Day 45

on Jul 3, 2010 | 5 comments

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Jedburgh to Melrose

I awoke this morning, ear plugs in due to a party going on in the pub last night, completely shattered. This was not a good start to the day and the thought of walking was pretty much the worst thing I could think of as I lay in my bed.

I lay there waiting for my alarm to go off and even when it did I just couldn’t be bothered to move for at least fifteen minutes later. I just couldn’t snap myself in to action and it was only when I realised that I’d end up getting out the door late that I really started to move.

I made it down to breakfast on time but boy do I wish I hadn’t bothered. Yesterday, in typical day off fashion, I didn’t bother rushing out of bed for a breakfast and boy am I glad I didn’t bother. The breakfast this morning was awful! It is now officially the worst breakfast of the walk so far. I don’t know how they managed it but the sausage was crispy on the outside and almost water-like on the inside. I ate as much of the food as I could handle, had some toast and left it at that.

In short, the room at the Royal Hotel in Jedburgh was ok, although the lock on the door was temperamental to say the least, but pretty much everything else about the place was bad. I wouldn’t recommend staying there if you ever find yourself staying in Jedburgh.

Jedburgh though was a really nice place and I tried to make sure that the Royal Hotel didn’t spoil it for me. It’s certainly somewhere I’d recommend popping in to if you’re touring round Scotland.

After checking out I hit the road in the sunshine a little concerned that this was going to be another nightmare day on the track. Fortunately there was a bit of a breeze blowing but I just didn’t want to think what it would be like if that died down.

I headed out of Jedburgh on the A68 but after half a mile I turned off on to a much nicer, quieter lane. This was much nicer than walking along the busy A-road and within a couple of miles I crossed the A68 again, picking up St. Cuthbert’s Way, a long-distance path that stretches 62 miles from Melrose to Holy Island.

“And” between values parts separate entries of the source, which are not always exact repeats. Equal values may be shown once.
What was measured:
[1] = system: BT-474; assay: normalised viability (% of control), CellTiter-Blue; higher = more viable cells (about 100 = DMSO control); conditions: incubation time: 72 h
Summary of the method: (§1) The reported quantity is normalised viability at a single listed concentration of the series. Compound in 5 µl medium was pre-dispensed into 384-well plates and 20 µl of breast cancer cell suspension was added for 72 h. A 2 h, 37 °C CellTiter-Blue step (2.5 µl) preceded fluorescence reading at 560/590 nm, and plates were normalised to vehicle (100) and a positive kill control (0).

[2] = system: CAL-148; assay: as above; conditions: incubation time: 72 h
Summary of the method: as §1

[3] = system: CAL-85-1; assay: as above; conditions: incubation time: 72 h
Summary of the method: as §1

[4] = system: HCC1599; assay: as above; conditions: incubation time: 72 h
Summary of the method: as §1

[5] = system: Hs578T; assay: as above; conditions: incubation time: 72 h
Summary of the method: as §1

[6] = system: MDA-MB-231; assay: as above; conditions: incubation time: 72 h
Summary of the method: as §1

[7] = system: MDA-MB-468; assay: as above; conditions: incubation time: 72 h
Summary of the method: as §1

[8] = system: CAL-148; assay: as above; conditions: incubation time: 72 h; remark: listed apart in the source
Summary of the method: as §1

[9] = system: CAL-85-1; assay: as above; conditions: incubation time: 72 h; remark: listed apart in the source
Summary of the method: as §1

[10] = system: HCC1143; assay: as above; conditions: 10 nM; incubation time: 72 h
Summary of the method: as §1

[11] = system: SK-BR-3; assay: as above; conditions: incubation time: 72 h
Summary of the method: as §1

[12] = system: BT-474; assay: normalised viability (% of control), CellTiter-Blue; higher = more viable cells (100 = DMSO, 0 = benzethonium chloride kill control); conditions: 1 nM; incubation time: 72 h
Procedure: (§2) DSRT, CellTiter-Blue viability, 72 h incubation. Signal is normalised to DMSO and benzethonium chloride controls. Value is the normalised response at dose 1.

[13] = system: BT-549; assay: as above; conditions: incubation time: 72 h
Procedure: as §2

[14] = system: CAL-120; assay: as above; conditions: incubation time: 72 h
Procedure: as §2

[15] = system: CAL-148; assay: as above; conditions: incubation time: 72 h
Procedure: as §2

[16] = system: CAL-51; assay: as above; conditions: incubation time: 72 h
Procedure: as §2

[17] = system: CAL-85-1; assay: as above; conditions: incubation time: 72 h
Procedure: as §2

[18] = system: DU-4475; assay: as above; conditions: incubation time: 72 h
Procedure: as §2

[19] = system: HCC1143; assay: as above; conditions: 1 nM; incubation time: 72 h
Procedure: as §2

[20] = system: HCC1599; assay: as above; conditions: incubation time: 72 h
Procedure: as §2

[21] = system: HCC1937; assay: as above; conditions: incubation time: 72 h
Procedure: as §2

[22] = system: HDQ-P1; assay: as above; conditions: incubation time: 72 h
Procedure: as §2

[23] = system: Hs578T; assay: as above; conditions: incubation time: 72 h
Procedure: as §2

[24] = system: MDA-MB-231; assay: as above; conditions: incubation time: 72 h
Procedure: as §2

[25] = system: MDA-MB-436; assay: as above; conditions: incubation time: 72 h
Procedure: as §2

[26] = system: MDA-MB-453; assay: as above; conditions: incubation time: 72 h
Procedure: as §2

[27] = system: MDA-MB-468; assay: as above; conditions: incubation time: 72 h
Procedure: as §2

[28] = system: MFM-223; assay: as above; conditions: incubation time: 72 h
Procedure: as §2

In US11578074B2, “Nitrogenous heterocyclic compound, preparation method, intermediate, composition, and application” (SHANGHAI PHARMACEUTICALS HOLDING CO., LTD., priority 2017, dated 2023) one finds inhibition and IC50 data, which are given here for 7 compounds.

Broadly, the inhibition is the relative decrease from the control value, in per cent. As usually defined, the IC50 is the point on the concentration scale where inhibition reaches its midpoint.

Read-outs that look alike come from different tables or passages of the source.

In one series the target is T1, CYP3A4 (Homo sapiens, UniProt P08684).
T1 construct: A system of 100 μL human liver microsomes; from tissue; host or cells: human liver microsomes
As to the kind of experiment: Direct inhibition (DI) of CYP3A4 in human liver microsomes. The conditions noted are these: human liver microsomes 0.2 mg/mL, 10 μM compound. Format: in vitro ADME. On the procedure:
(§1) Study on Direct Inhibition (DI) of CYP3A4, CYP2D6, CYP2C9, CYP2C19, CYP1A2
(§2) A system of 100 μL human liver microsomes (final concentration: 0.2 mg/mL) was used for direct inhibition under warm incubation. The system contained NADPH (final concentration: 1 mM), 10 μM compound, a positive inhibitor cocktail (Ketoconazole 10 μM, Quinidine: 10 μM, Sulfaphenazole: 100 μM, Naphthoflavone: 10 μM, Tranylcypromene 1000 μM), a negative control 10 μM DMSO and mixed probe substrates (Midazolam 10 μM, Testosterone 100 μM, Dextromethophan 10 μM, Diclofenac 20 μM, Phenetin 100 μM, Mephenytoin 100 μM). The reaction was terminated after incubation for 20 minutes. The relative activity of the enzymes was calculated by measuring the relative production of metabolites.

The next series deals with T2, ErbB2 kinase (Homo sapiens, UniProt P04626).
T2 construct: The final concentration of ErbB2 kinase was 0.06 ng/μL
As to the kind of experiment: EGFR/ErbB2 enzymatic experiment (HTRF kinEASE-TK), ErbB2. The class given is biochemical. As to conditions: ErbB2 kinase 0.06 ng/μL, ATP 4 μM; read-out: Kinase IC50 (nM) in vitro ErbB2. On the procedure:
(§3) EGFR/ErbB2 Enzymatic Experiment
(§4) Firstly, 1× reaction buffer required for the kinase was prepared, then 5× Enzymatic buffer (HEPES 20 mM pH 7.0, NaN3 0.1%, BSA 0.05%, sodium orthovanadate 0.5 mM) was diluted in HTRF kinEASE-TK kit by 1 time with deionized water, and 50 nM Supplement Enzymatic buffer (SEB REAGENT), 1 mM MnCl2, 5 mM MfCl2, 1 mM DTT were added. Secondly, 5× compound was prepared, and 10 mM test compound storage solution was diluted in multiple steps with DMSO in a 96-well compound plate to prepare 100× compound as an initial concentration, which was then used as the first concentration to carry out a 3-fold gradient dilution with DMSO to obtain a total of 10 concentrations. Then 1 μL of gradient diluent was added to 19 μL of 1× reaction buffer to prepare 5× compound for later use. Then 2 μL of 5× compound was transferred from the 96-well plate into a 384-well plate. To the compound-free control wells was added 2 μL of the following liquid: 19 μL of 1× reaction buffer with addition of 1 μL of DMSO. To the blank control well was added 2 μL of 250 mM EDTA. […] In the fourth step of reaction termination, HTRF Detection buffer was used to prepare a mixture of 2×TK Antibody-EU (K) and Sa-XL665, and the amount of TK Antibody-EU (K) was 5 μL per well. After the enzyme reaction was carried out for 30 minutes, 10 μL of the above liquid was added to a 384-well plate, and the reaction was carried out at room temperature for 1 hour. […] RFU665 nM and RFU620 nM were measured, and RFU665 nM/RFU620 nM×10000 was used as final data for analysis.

The path followed a river and after a short walk through some woods I found myself out in open farmland again. Unlike some other paths I’ve followed on this stroll of mine this had actually been kept pretty well with no knee length grass to wade through.

It was here that I bumped into a lovely couple walking to Jedburgh. They told me that I had a lovely walk ahead of me, which was nice to hear after the last day’s walking, and we spoke about my walk. They also gave me some tips on other places to go walking but I think I’ll get this one out of the way first before planning another long walk.

Chat over with I continued along the path until I came to a bridge over the river that I had to take. Much like the suspension bridge the other week at Low Force waterfall as I made my way across it it bounced nicely, but unlike the other one, as I shifted my weight from one foot to the other the bridge wobbled from side to side too. How much fun? Well, I thought so anyway.

Before joining up with Dere Street again, the old Roman road from my last day’s walking, St. Cuthbert’s Way kept me nicely shaded from the heat of the sun which was great. Once on Dere Street though there was a less shade but the breeze was now quite a strong wind so I wasn’t over heating at all.